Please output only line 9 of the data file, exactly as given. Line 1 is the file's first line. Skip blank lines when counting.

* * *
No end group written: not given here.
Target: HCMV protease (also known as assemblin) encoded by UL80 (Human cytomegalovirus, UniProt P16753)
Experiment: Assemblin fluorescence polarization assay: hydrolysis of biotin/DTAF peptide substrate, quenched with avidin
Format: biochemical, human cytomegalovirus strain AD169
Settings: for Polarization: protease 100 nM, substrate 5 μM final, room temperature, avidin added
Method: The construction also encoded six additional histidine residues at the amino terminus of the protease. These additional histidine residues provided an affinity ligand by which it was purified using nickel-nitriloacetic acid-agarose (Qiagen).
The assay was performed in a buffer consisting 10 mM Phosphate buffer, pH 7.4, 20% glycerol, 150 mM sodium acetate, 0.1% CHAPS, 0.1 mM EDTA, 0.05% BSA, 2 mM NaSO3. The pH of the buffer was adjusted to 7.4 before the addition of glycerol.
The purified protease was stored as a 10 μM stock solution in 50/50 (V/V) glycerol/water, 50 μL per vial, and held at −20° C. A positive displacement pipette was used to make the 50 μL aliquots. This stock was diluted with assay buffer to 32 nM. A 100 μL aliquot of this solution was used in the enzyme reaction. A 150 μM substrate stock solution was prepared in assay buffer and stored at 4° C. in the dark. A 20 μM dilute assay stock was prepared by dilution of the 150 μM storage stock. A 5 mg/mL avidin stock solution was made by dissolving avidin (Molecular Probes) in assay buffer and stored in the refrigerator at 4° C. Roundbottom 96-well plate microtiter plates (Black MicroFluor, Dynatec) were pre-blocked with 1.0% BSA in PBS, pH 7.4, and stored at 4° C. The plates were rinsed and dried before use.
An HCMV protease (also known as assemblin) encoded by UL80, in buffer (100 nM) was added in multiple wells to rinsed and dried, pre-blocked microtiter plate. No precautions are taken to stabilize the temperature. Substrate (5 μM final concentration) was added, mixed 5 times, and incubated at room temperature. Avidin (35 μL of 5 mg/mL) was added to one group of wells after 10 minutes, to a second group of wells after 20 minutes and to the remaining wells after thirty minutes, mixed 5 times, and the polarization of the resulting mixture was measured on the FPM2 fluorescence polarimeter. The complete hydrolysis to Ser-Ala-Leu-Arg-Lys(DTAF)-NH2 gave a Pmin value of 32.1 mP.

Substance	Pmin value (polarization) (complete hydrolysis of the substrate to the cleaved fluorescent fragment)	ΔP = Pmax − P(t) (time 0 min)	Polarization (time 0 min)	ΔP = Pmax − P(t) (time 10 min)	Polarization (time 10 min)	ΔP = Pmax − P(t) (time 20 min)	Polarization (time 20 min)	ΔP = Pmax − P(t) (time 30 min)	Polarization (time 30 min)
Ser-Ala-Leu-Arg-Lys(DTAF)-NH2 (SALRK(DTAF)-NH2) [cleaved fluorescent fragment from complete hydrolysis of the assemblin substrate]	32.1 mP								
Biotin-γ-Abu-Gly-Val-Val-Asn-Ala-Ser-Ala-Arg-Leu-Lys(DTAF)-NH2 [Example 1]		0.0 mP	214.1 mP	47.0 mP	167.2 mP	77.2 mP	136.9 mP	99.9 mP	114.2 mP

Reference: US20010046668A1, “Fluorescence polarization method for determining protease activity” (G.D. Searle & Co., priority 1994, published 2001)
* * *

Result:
An HCMV protease (also known as assemblin) encoded by UL80, in buffer (100 nM) was added in multiple wells to rinsed and dried, pre-blocked microtiter plate. No precautions are taken to stabilize the temperature. Substrate (5 μM final concentration) was added, mixed 5 times, and incubated at room temperature. Avidin (35 μL of 5 mg/mL) was added to one group of wells after 10 minutes, to a second group of wells after 20 minutes and to the remaining wells after thirty minutes, mixed 5 times, and the polarization of the resulting mixture was measured on the FPM2 fluorescence polarimeter. The complete hydrolysis to Ser-Ala-Leu-Arg-Lys(DTAF)-NH2 gave a Pmin value of 32.1 mP.